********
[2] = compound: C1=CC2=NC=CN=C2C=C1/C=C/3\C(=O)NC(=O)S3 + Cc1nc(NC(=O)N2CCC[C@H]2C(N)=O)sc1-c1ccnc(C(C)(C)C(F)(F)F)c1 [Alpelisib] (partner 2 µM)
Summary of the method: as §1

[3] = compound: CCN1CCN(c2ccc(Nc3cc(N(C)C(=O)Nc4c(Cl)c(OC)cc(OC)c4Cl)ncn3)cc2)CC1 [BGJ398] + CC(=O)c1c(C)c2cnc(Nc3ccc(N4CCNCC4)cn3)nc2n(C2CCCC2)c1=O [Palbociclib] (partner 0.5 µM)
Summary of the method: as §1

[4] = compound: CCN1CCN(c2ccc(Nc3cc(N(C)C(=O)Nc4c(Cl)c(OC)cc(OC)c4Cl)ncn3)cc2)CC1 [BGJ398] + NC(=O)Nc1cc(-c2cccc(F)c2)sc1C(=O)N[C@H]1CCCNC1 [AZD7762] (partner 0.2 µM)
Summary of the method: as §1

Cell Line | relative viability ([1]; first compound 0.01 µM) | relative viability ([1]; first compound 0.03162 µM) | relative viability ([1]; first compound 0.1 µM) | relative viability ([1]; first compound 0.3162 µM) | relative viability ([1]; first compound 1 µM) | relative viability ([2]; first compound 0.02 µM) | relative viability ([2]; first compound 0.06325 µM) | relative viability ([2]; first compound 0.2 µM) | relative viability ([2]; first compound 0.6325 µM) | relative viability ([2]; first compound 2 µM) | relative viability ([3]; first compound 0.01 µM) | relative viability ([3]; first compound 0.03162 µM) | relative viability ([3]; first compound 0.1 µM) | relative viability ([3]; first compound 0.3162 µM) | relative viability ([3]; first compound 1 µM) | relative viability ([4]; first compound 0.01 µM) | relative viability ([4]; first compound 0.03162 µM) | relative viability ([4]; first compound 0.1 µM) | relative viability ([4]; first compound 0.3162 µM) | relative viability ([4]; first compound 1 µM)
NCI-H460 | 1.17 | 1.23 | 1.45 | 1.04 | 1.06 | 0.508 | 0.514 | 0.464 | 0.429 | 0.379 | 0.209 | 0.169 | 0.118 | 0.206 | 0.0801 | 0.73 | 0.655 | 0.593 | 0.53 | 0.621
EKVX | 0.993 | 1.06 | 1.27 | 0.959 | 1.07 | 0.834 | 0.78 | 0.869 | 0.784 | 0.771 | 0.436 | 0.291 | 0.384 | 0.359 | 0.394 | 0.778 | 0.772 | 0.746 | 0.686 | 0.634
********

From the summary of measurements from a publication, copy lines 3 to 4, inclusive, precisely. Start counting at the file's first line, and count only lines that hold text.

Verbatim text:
[3] = compound: CCN1CCN(c2ccc(Nc3cc(N(C)C(=O)Nc4c(Cl)c(OC)cc(OC)c4Cl)ncn3)cc2)CC1 [BGJ398] + CC(=O)c1c(C)c2cnc(Nc3ccc(N4CCNCC4)cn3)nc2n(C2CCCC2)c1=O [Palbociclib] (partner 0.5 µM)
Summary of the method: as §1